They’re challenging to get a grip on even with bare hands, never mind gloved ones; the smaller and more delicate your fingers are, the better. Also, the secondary controls toward the right side of the dash are a reach from the driver’s seat.

2019 Toyota Highlander XLE interior cabin front controls and touchscreen
The dash is a nice simple design that incorporates lots of small-item storage but more annoying from an everyday perspective are the shallow knobs for the radio volume and tuning functions and the climate control temperature adjustments. Photo: Toyota

Space for rear passengers

In the third row, head- and legroom are tight for adults, and a bottom cushion close to the floor further compromises comfort. It’s easy enough to get back there, though, thanks to wide rear doors and second-row seats that slide forward.

In Highlander trims with second-row bucket seats, there’s enough space to shuffle between them to the third row.

Price: how much is the 2019 Highlander?

US pricing

In the US, the Highlander LE base model starts at $31,680; moving up to the LE Plus for $36,610.

Next is the mid-range XLE trim at $39,570 as tested here, followed by the sportier SE $40,790.

Top two trims include the Limited and Limited Platinum for $42,780 and $45,900, respectively.

we think the most compelling reason not to buy a 2019 Highlander is the all-new 2020 model the company revealed in April at the New York auto show.

Canada pricing

Toyota prices the Highlander starting at $37,300 in LE FWD trim; LE AWD models cost $39,795. Our XLE test model sells for $45,795 (plus  $1,910 for the SE package), and top-end Limited trim is $52,100. 

Hybrid versions start at $50,950 in XLE trim and a Hybrid Limited model goes for $57,260.

Standards and options: what does the XLE trim come with?

Gasoline-powered versions of the Highlander XLE also include a six-speaker stereo with an 8.0-inch touchscreen, navigation, three-zone automatic climate control, hill start assist, downhill speed control, blind spot monitoring, rear cross-traffic alert, forward collision system with automatic braking and pedestrian detection, radar cruise control, lane-departure alert with steering assist, and automatic high beams.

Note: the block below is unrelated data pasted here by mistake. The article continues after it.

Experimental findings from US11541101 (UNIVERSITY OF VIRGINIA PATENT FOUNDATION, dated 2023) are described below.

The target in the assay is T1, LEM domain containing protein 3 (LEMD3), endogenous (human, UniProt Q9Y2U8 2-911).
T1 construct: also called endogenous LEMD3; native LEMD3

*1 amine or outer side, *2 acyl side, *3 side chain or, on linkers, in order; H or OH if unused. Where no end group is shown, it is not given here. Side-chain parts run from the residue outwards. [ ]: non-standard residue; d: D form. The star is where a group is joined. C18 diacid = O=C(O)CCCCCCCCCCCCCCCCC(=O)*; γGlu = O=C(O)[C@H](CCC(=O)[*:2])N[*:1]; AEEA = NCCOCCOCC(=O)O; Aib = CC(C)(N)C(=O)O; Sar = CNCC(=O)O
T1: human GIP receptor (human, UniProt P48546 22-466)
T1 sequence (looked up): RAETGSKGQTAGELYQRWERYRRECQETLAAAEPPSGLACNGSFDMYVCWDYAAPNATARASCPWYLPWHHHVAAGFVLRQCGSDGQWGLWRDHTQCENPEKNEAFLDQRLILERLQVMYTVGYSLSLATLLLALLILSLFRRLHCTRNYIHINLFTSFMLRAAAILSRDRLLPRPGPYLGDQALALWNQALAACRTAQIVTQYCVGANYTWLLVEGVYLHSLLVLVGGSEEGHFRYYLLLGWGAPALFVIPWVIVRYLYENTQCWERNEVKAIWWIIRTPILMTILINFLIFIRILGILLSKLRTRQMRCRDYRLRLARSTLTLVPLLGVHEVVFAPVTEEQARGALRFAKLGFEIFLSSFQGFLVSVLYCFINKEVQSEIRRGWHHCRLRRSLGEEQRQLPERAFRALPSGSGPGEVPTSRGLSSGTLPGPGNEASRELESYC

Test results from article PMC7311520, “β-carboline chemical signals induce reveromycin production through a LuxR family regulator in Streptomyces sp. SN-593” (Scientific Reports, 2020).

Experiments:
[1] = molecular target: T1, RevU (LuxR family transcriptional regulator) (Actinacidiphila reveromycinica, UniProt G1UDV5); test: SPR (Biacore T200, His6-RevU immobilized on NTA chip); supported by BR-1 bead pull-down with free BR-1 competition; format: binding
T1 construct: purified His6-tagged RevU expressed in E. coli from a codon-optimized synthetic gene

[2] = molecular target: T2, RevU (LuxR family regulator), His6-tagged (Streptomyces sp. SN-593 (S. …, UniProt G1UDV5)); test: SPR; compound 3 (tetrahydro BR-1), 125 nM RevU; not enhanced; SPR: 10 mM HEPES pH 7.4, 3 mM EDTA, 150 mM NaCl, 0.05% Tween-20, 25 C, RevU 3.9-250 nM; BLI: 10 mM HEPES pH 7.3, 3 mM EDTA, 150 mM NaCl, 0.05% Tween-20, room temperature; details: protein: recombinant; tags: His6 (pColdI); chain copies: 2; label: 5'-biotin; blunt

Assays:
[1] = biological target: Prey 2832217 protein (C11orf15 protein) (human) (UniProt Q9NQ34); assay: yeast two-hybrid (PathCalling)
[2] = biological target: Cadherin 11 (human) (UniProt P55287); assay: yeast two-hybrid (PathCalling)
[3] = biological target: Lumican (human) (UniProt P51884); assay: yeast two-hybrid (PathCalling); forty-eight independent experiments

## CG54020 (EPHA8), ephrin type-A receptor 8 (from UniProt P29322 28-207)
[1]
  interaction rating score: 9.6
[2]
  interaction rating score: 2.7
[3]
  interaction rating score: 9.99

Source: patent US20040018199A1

2019 Toyota Highlander XLE front view in silver driving down road
Notwithstanding Toyota’s competition, we think the most compelling reason not to buy a 2019 Highlander is the all-new 2020 model the company revealed in April at the New York auto show. Photo: Toyota

Our late-winter test helped us appreciate the Highlander XLE’s standard heated front seats. You can also option them into the LE model for about $2,250 less. For more than $52,000, Highlander Limited gets a heated steering wheel and heated rear seats, but these aren’t offered in the lower trim levels.

Many of the Highlander’s competitors get those cozy features, in various combinations, for less money.

Takeaway: is the 2019 Highlander SUV worth it?

Many of the Toyota Highlander’s competitors are more recent designs that offer better interior space — especially in the third row — and more high-tech options. The Highlander is best considered a relatively basic big four- or five-seater with the third row saved for occasional use.

Notwithstanding Toyota’s competition, we think the most compelling reason not to buy a 2019 Highlander is the all-new 2020 model the company revealed in April at the New York auto show. If the company’s other recent designs are an indication, the 2020 Toyota Highlander will be worth waiting for.

If you’re set on 2019 SUV or crossover, check out our Buyer’s Guide here.

2019 Highlander XLE Photos:

2019 Highlander XLE Specs:

  • Engine: 3.5L V6
  • Power: 295 hp
  • Torque: 263 lb-ft
  • Transmission: Eight-speed automatic
  • Brakes: Four-wheel disc
  • Steering: Electric power-assist rack-and-pinion
  • Suspension: MacPherson strut (front); Double wishbone independent (rear)
  • Fuel economy, ratings (l/100km, city/highway): 12.0/8.9
  • Fuel economy, observed (l/100km): 12.6
  • Price: C$37,300/C$47,405 starting MSRP as tested
Chris Chasehttps://chrischasescars.com/
Chris has been writing professionally about cars since 2004, in print and online. He lives in Ottawa with his wife and two feline tyrants. In rare quiet moments, he can be found travelling or playing one of his way-too-many guitars. Chris is also a journalist member of the Automobile Journalists Association of Canada (AJAC).